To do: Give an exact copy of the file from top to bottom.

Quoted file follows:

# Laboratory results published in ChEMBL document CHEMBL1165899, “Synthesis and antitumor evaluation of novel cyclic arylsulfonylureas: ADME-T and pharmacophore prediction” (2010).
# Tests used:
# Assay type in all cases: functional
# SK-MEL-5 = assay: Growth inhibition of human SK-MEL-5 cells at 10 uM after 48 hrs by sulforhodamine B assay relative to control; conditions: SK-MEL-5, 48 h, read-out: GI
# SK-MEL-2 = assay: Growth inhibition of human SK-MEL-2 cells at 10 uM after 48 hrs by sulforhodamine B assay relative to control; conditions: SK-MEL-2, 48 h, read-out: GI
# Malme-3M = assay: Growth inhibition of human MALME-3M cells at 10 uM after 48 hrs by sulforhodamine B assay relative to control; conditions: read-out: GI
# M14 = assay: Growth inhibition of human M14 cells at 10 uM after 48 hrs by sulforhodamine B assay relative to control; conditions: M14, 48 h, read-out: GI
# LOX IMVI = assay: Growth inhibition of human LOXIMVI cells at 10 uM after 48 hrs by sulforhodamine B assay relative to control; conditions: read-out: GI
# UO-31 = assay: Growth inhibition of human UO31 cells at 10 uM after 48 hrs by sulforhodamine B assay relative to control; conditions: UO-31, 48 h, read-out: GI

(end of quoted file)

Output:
# Laboratory results published in ChEMBL document CHEMBL1165899, “Synthesis and antitumor evaluation of novel cyclic arylsulfonylureas: ADME-T and pharmacophore prediction” (2010).
# Tests used:
# Assay type in all cases: functional
# SK-MEL-5 = assay: Growth inhibition of human SK-MEL-5 cells at 10 uM after 48 hrs by sulforhodamine B assay relative to control; conditions: SK-MEL-5, 48 h, read-out: GI
# SK-MEL-2 = assay: Growth inhibition of human SK-MEL-2 cells at 10 uM after 48 hrs by sulforhodamine B assay relative to control; conditions: SK-MEL-2, 48 h, read-out: GI
# Malme-3M = assay: Growth inhibition of human MALME-3M cells at 10 uM after 48 hrs by sulforhodamine B assay relative to control; conditions: read-out: GI
# M14 = assay: Growth inhibition of human M14 cells at 10 uM after 48 hrs by sulforhodamine B assay relative to control; conditions: M14, 48 h, read-out: GI
# LOX IMVI = assay: Growth inhibition of human LOXIMVI cells at 10 uM after 48 hrs by sulforhodamine B assay relative to control; conditions: read-out: GI
# UO-31 = assay: Growth inhibition of human UO31 cells at 10 uM after 48 hrs by sulforhodamine B assay relative to control; conditions: UO-31, 48 h, read-out: GI